Someone please answer this (Hahn? Erlich?):

I understand how to compute the Fokker

determinant for a 2-dimensional matrix:

| 4 -1 | = 12

| 0 3 |

Simple cross-multiplication: (4*3)-(-1*0) = 12.

But I don't understand how to calculate

the 3-dimensional determinant:

| 2 2 -1 |

| 4 -1 0 | = 31

| 1 0 3 |

How do you get this value from this matrix?

- Monzo

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> But I don't understand how to calculate

> the 3-dimensional determinant:

>

> | 2 2 -1 |

> | 4 -1 0 | = 31

> | 1 0 3 |

Determinants of larger matrices can be found in several ways. (I've

been doing mostly digital design for the past 15 years since I calculated

determinants all the time to get my EE degree, so it's been a while since

I've done this. Hopefully I'll remember it right.)

It's probably easiest to illustrate the pattern by example:

| a b c |

| d e f | = aei + bfg + cdh - afh - bdi - ceg

| g h i |

Similarly,

| a b c d |

| e f g h |

| i j k l | = afkp + bglm + chin + dejo - ahkn - belo - cfip - dgjm

| m n o p |

You can also define them recursively: The determinant of a n-by-n

matrix M is given by the sum for i = 1 to n of M[i,1] times the determinant

of the (n-1)-by-(n-1) matrix formed by leaving out the top row and column

i.

> You can also define them recursively: The determinant of a n-by-n

> matrix M is given by the sum for i = 1 to n of M[i,1] times the determinant

> of the (n-1)-by-(n-1) matrix formed by leaving out the top row and column

> i.

I should probably clarify that with an example of that. The determinant

of:

| a b c d |

| e f g h |

| i j k l |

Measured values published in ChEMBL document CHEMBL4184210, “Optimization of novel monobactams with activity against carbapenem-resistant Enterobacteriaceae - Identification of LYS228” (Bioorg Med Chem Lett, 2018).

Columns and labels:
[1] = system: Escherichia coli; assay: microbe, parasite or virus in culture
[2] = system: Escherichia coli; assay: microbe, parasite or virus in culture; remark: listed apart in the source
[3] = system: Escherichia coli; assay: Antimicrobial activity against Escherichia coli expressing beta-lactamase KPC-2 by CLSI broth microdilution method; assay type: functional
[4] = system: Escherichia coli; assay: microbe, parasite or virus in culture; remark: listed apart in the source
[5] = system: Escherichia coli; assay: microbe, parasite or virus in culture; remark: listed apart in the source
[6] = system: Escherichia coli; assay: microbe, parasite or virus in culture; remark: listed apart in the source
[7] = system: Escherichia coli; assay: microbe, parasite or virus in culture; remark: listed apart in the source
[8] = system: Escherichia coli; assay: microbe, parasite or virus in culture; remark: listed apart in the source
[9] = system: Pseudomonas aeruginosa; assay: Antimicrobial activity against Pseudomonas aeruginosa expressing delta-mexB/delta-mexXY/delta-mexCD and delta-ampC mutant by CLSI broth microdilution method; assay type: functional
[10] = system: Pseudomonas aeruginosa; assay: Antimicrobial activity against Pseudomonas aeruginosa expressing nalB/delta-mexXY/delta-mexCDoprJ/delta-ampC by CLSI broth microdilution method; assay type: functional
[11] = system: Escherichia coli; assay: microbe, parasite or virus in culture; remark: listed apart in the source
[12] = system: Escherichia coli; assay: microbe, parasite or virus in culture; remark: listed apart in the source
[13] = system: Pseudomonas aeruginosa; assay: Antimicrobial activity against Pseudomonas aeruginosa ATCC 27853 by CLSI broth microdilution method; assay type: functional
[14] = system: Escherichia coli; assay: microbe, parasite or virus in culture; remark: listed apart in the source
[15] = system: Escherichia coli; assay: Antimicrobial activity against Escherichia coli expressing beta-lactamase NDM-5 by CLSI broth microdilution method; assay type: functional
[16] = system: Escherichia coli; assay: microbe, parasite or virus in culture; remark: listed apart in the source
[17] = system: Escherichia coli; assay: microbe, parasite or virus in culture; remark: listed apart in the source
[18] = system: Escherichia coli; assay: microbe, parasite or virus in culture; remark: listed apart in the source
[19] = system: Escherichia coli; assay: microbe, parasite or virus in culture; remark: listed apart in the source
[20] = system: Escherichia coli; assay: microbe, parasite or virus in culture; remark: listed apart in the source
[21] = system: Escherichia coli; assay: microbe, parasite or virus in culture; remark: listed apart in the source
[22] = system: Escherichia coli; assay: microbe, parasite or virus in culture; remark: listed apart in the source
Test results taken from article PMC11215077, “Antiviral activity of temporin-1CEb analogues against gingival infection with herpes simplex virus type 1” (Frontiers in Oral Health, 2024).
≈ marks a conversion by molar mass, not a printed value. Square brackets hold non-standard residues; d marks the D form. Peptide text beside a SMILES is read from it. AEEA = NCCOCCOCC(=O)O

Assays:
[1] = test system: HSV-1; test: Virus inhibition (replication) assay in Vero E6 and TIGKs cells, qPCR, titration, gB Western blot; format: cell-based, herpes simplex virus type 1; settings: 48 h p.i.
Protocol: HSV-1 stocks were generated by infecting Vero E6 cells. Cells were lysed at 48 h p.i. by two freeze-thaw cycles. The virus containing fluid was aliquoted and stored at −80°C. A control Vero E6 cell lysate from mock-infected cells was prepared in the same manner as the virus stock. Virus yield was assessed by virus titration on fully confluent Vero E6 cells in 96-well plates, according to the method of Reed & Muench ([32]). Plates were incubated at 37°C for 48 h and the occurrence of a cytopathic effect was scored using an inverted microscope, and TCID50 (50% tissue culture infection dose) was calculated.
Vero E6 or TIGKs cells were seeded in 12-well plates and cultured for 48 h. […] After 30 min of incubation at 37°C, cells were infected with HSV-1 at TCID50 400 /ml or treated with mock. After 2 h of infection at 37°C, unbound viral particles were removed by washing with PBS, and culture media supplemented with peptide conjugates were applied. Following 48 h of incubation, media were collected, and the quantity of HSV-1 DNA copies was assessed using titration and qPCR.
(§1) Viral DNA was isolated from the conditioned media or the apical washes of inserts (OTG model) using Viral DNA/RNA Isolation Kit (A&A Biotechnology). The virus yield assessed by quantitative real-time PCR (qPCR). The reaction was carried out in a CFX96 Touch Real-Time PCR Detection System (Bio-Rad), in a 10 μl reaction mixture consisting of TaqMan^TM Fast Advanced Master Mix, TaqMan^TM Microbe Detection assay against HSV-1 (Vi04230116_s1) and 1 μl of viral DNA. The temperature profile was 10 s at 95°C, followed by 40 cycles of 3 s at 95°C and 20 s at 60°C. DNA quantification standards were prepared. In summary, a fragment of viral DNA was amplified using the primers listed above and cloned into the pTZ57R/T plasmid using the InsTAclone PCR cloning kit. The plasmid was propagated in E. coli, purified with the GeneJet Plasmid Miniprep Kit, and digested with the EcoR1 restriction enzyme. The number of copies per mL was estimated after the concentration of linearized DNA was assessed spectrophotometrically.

| m n o p |

is "a" times the determinant of

| f g h |

| j k l |

| n o p |

plus "b" times the determinant of

| e g h |

| i k l |

| m o p |

plus "c" times the determinant of

| e f h |

| i j l |

| m n p |

plus "d" times the determinant of

| e f g |

| i j k |

| m n o |

On Sun, 7 Mar 1999, Gary Morrison wrote:

> | a b c |

>

> | d e f | = aei + bfg + cdh - afh - bdi - ceg

>

> | g h i |

This is correct. However,

> | a b c d |

>

> | e f g h |

>

> | i j k l | = afkp + bglm + chin + dejo - ahkn - belo - cfip - dgjm

>

> | m n o p |

This is not. There should be 24 terms, not just 8.

> You can also define them recursively: The determinant of a n-by-n

> matrix M is given by the sum for i = 1 to n of M[i,1] times the determinant

> of the (n-1)-by-(n-1) matrix formed by leaving out the top row and column

> i.

This is correct. [example snipped]

On Mon, 8 Mar 1999, Joseph L Monzo wrote:

> I tried the formula for 3-D matrix

> determinant given by Gary Morrison,

> and was puzzled by a result I got.

[snip]

> The commas in question are:

> the 81/80 between 27/20 and 4/3

> the 64/63 between 4/3 and 7/4

> the 36/35 between 27/20 and 7/4

[snip]

> In matrix form, this is:

>

> | 4 -1 0 |

> |-2 0 -1 |

> | 2 -1 -1 |

>

> But when I used the formula:

> (4*0*-1)+(-1*-1*2)+(0*-2*-1)

> -(4*-1*-1)-(-1*-2*-1)-(0*0*2)

>

> the result my spreadsheet gave me

> was 0. What does this mean?

It means that the three unison vectors in question do not span a

three-dimensional space. If you think about the fact that the three

unison vectors are the three edges of a periodicity block, it means that

these three vectors are coplanar. This can be seen easily from the fact

that the first row of the matrix, plus the second row, sums to the third

row. To make this work you need to find a third unison vector, or

vanishing/bridge interval, which is independent of the other two.

--pH <manynote@lib-rary.wustl.edu> http://library.wustl.edu/~manynote

O

/\ "Well, so far, every time I break he runs out.

-\-\-- o But he's gotta slip up sometime . . . "

NOTE: dehyphenate node to remove spamblock. <*>

> This is correct. However,

>

> > | a b c d |

> >

> > | e f g h |

> >

> > | i j k l | = afkp + bglm + chin + dejo - ahkn - belo - cfip - dgjm

> >

> > | m n o p |

>

> This is not. There should be 24 terms, not just 8.

Thanks for the refresher. I guess I've been in the world of nanoseconds,

microamps, and Karnaugh maps for too long!